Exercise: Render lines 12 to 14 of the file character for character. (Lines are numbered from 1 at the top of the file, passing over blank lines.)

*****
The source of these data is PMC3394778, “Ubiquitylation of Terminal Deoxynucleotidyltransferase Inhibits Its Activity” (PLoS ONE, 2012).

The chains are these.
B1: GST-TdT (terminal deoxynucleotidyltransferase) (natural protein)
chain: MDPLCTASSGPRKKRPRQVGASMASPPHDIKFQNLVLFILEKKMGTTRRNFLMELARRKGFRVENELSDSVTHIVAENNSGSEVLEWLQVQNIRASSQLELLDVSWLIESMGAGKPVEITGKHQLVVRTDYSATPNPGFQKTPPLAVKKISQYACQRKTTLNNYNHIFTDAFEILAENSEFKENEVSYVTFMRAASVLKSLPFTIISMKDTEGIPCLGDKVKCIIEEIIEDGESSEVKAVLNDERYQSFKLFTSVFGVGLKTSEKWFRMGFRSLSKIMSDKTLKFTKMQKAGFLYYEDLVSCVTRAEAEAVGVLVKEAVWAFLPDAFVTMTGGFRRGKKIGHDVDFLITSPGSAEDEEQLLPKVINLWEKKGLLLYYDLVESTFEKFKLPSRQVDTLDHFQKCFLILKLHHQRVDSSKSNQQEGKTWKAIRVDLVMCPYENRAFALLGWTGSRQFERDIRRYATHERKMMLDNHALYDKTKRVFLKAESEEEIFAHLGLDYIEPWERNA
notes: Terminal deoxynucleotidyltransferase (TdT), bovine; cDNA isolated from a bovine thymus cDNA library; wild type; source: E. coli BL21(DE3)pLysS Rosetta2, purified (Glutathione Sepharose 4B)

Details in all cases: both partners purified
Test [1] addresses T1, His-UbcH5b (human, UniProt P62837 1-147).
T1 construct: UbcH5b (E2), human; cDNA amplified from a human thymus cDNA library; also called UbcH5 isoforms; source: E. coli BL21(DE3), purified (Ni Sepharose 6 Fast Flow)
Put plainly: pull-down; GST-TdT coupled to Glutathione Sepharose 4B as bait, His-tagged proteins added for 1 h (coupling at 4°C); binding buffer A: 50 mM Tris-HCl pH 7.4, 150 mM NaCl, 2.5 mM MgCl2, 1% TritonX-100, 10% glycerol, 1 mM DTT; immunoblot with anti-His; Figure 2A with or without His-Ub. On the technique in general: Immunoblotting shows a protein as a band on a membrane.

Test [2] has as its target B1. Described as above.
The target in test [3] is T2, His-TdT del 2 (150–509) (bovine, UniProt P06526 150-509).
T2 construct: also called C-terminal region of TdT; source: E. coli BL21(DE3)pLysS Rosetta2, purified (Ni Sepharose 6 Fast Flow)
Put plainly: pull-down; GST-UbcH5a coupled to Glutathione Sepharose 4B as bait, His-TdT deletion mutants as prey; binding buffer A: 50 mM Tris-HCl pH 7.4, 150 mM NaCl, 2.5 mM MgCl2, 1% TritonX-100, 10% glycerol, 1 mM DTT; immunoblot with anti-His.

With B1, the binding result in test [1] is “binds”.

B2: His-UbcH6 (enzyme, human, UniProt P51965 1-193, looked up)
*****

T2 construct: also called C-terminal region of TdT; source: E. coli BL21(DE3)pLysS Rosetta2, purified (Ni Sepharose 6 Fast Flow)
Put plainly: pull-down; GST-UbcH5a coupled to Glutathione Sepharose 4B as bait, His-TdT deletion mutants as prey; binding buffer A: 50 mM Tris-HCl pH 7.4, 150 mM NaCl, 2.5 mM MgCl2, 1% TritonX-100, 10% glycerol, 1 mM DTT; immunoblot with anti-His.

With B1, the binding result in test [1] is “binds”.